Corporate equity investors face a number of investment considerations unique from those of more traditional financial investors, such as venture capital or private equity firms. For example, the decision of whether or not a corporate investor should have a board seat on a private company it has invested in but may also have a strategic interest in is a question that needs to be carefully considered. In such cases, in-house lawyers may be asked to help implement internal structures that will shield their investment professional colleagues who could be assuming certain fiduciary roles at their portfolio companies, from their separate business colleagues who may potentially be engaging in ancillary activities as part of the corporation’s overall strategy that are competitive to the portfolio company. In-house lawyers working on these types of transactions must also be aware of the ability for their investment professional colleagues to opt for a non-voting board observer seat type role and to consider how such a position might impact the corporate strategic investor’s ability to monitor its portfolio company relationship, from each of a financial and strategic perspective. In addition, information received from portfolio companies, while useful in analyzing the value of the investment, can also result in unforeseen consequences on the strategic investor, including non-competition, securities law restrictions and CFIUS considerations.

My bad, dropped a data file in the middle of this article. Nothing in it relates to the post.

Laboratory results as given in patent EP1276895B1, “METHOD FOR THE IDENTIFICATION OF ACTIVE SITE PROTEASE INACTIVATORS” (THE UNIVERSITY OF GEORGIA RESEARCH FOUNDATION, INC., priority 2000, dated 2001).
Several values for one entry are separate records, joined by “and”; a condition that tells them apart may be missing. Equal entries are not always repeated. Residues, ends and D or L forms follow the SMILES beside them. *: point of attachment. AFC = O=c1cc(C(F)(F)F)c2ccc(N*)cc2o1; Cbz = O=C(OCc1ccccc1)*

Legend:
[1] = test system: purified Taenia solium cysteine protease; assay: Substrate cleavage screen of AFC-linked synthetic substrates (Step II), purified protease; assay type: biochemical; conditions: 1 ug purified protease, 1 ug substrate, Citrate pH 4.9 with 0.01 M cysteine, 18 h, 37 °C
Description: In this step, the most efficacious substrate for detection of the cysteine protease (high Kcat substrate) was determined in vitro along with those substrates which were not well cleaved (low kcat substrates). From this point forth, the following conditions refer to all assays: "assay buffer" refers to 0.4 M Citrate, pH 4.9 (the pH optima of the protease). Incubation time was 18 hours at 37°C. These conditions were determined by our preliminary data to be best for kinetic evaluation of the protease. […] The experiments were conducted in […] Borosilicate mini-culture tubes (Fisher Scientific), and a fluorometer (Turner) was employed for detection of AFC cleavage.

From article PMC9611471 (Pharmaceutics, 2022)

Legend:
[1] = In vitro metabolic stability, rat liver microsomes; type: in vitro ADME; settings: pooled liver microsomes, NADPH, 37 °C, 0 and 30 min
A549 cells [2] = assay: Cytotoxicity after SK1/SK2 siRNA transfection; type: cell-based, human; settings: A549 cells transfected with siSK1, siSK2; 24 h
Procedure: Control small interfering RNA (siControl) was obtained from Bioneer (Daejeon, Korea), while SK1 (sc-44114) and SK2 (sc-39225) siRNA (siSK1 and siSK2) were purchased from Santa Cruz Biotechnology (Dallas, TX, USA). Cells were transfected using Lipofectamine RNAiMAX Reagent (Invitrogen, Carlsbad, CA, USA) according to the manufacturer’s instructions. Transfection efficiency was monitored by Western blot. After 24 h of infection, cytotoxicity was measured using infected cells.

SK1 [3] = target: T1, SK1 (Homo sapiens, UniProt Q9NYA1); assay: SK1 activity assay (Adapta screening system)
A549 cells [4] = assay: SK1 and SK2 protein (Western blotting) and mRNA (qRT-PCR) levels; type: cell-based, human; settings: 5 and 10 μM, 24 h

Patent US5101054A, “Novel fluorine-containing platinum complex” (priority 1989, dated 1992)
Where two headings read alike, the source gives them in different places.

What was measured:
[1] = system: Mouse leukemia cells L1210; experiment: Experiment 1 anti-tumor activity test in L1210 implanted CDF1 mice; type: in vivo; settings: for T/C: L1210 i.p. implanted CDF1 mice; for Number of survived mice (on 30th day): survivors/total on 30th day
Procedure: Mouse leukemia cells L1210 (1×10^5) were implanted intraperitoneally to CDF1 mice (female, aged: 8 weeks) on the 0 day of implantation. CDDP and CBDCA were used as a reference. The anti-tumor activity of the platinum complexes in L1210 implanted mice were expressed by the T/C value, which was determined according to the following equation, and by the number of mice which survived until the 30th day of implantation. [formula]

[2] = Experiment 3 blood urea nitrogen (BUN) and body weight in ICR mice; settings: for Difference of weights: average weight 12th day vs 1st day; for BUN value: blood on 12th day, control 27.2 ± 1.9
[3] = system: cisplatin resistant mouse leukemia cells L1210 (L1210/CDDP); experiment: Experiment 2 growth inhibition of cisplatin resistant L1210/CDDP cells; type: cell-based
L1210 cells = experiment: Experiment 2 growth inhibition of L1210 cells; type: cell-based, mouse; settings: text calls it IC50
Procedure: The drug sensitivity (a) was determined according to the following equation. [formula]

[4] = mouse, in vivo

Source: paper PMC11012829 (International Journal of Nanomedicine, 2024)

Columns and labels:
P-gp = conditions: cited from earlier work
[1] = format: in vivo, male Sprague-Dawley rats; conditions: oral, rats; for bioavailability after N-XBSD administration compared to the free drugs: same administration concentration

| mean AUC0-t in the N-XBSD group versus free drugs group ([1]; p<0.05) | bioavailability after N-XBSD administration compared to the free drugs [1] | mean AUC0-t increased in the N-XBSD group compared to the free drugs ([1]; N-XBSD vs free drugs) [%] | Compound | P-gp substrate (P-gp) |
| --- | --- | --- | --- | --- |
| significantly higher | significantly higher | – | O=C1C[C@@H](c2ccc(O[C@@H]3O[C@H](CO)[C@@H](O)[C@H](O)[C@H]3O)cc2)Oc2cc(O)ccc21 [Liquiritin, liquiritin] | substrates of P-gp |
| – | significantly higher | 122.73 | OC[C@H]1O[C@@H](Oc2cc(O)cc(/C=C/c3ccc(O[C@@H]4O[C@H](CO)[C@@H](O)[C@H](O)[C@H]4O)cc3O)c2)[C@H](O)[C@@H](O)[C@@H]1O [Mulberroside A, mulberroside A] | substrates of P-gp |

Similarly, large corporate investors must structure their investments to be sure that certain standard provisions in investment documents are properly tailored to protect the corporation from reputational and financial liability. For example, it is critical to focus carefully on publicity and confidentiality provisions, to insure that a portfolio company does not use the corporate investor’s involvement to improperly promote its business or financing prospects in a manner that might lead to a shareholder suit or similar litigation if the business does not perform as promised. While the corporate investor is unlikely to be directly drawn into any such litigation, it presumably will not want its own reputation tarnished through its affiliation with a portfolio company.